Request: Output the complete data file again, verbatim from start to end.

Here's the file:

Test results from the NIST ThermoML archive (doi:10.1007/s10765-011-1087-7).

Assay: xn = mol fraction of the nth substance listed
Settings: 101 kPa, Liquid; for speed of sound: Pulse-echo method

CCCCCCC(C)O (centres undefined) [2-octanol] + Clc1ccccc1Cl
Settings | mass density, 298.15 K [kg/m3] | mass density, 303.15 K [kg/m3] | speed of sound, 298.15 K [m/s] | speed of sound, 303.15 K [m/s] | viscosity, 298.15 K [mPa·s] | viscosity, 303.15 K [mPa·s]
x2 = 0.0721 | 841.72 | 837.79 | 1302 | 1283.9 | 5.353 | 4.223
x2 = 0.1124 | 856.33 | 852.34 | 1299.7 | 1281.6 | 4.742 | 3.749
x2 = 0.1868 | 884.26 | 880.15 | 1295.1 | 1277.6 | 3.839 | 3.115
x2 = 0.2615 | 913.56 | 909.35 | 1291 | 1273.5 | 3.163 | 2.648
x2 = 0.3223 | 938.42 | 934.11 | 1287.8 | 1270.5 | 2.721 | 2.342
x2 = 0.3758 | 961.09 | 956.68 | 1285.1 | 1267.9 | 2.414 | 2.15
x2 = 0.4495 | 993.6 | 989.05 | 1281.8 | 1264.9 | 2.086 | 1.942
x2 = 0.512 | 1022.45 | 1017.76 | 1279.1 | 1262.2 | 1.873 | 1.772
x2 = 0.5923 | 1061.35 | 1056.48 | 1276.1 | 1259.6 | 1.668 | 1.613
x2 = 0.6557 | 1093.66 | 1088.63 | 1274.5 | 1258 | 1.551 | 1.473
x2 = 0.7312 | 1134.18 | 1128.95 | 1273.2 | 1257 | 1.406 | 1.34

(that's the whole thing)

Test results from the NIST ThermoML archive (doi:10.1007/s10765-011-1087-7).

Assay: xn = mol fraction of the nth substance listed
Settings: 101 kPa, Liquid; for speed of sound: Pulse-echo method

CCCCCCC(C)O (centres undefined) [2-octanol] + Clc1ccccc1Cl
Settings | mass density, 298.15 K [kg/m3] | mass density, 303.15 K [kg/m3] | speed of sound, 298.15 K [m/s] | speed of sound, 303.15 K [m/s] | viscosity, 298.15 K [mPa·s] | viscosity, 303.15 K [mPa·s]
x2 = 0.0721 | 841.72 | 837.79 | 1302 | 1283.9 | 5.353 | 4.223
x2 = 0.1124 | 856.33 | 852.34 | 1299.7 | 1281.6 | 4.742 | 3.749
x2 = 0.1868 | 884.26 | 880.15 | 1295.1 | 1277.6 | 3.839 | 3.115
x2 = 0.2615 | 913.56 | 909.35 | 1291 | 1273.5 | 3.163 | 2.648
x2 = 0.3223 | 938.42 | 934.11 | 1287.8 | 1270.5 | 2.721 | 2.342
x2 = 0.3758 | 961.09 | 956.68 | 1285.1 | 1267.9 | 2.414 | 2.15
x2 = 0.4495 | 993.6 | 989.05 | 1281.8 | 1264.9 | 2.086 | 1.942
x2 = 0.512 | 1022.45 | 1017.76 | 1279.1 | 1262.2 | 1.873 | 1.772
x2 = 0.5923 | 1061.35 | 1056.48 | 1276.1 | 1259.6 | 1.668 | 1.613
x2 = 0.6557 | 1093.66 | 1088.63 | 1274.5 | 1258 | 1.551 | 1.473
x2 = 0.7312 | 1134.18 | 1128.95 | 1273.2 | 1257 | 1.406 | 1.34